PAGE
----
Narcissistic corporate managers do not share!

June 26, 2022

Stakeholder theory implies that firms’ economic and social purpose is to create value for all their stakeholders, without favoring any group. However, the distribution of the value created is a matter of choice for each firm and may reflect top managers’ values and characteristics. This paper examines whether the narcissistic characteristic of top managers impacts the distribution of value added.

Using a sample of 489 top managers (368 males and 121 females) of Portuguese firms, this study shows that narcissism does not impact overall value added. Relative to the distribution of value added to the various stakeholders, the state (as tax collector), creditors and outside shareholders do not seem to be impacted by the distribution of value added. However, the same does not apply to employees – their salaries are directly affected. Employees of firms led by narcissistic top managers receive less remuneration than those of other firms. At the same time, the results show that narcissistic top managers tend to capture more value added for themselves.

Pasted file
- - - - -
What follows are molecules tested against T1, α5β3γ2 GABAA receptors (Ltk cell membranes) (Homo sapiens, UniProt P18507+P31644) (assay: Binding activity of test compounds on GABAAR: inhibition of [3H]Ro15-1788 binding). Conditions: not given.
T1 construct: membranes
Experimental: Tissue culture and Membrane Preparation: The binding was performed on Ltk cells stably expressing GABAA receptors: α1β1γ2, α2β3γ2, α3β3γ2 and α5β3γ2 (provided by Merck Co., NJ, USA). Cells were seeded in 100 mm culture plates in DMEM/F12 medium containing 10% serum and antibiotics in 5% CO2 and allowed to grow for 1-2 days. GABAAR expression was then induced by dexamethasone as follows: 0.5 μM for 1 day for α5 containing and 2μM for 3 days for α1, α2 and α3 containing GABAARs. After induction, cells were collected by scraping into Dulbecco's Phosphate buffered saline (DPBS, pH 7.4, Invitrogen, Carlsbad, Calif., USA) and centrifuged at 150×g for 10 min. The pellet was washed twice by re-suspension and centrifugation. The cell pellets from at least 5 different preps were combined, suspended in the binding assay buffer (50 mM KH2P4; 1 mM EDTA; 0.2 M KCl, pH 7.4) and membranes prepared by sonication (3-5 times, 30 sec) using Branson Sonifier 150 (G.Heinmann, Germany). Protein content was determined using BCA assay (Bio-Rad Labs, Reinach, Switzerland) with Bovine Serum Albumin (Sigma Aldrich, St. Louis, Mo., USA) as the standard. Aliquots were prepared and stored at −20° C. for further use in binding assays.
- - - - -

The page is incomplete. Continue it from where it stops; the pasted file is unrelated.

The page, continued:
The economic significance of the results is striking. Considering the maximum and minimum values observed for narcissism and the estimated coefficients in our model, the value-added differential captured by the most narcissistic top managers vis-à-vis the least narcissistic top managers represents one-third of the value added distributed, on average, to the top managers, all else equal. Moreover, on average, for one standard deviation increase in the narcissism variable, the value added captured by top managers increases 7.0%, and the value added distributed to each employee decreases 10.5%.

Click here to go to the paper by Carlos F. Alves and Maria João Guedes.


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